Actually I have already provided an answer for part of this previously when I highlighted the Olam takeover scandal. That kind of manoeuver allowed Temasek to put the complete purchase on the books as a profit because they had owned shares before what is widely believed to have been a leak in the takeover process, that pushed the share price up enormously. Other Assets such as Changi Airport were transferred to Temasek for a 10th of their true market value. Instant profit.
Go back to the quote again and see that Forshaw tells us “As for Temasek’s performance, we have more than doubled our portfolio value since 2002, excluding any net new capital. –
Let’s look at that “new capital“. That is money that the government injects into Temasek from time to time. The government is able to inject money or assets into Temasek because of the constant stream of new investment it receives from CPF. So Temasek is getting CPF money indirectly. Temasek’s answer to the public via the ST forum is economical with the truth to say the least. CPF may be invested elsewhere and not directly into Temasek or vice -versa but it all comes from the same pot which is government capital or surpluses. As the CPF monies are available for the government to invest elsewhere, it frees up capital to inject into Temasek.
Let’s look at that doubling of the portfolio value since 2002. The S&P 500, the Hang Seng and most global stick indices have doubled over the same period since the low of 2002. So in other words if you had been investing in an index Fund and gone on holiday since 2002 you would have done as well as Temasek. Had Temasek done nothing in that time, the simple fact of the market rising would have created the same doubling over that period. Bravo!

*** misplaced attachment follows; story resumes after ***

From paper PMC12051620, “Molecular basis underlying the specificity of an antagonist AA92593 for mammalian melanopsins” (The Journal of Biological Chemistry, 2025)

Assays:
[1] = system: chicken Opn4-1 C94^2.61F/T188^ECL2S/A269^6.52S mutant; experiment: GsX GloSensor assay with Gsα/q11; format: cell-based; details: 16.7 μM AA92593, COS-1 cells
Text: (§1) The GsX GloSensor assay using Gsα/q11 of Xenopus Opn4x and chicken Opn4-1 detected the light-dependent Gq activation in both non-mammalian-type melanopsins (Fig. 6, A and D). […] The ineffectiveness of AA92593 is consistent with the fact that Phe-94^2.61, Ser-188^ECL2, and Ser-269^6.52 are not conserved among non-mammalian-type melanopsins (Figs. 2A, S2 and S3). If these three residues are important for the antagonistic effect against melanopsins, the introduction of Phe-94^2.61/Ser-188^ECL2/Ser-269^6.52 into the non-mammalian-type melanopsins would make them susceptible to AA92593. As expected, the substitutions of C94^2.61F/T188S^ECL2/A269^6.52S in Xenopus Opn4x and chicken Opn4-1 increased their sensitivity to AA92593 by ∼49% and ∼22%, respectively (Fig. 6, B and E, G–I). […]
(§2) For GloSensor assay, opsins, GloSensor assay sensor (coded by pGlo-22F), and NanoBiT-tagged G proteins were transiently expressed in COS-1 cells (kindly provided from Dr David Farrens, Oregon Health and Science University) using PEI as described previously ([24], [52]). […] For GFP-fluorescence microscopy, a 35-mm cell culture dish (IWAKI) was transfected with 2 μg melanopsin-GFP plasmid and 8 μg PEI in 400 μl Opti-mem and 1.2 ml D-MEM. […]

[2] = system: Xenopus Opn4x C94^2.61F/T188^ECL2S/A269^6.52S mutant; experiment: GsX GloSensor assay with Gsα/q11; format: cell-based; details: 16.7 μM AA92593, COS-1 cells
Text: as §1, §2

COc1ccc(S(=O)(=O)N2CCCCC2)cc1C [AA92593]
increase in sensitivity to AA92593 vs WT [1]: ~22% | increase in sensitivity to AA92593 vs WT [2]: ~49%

Temasek Holdings writes that it is not investing or managing CPF money. This is simply sophistry. It is half a lie and wholly economical with the truth. Money that the government receives from CPF savings goes to GIC and the profits that GIC earns investing those funds swells government surpluses enabling the government to inject more capital into Temasek. Furthermore Temasek’s own internal rates of return that it is supposed to earn on new investment will no doubt be related to CPF interest rates. Like everything else we have no disclosure on this but trust me, this is how it is done.
The question is unanswered. Why is the Central Provident Fund Minimum Sum being raised ?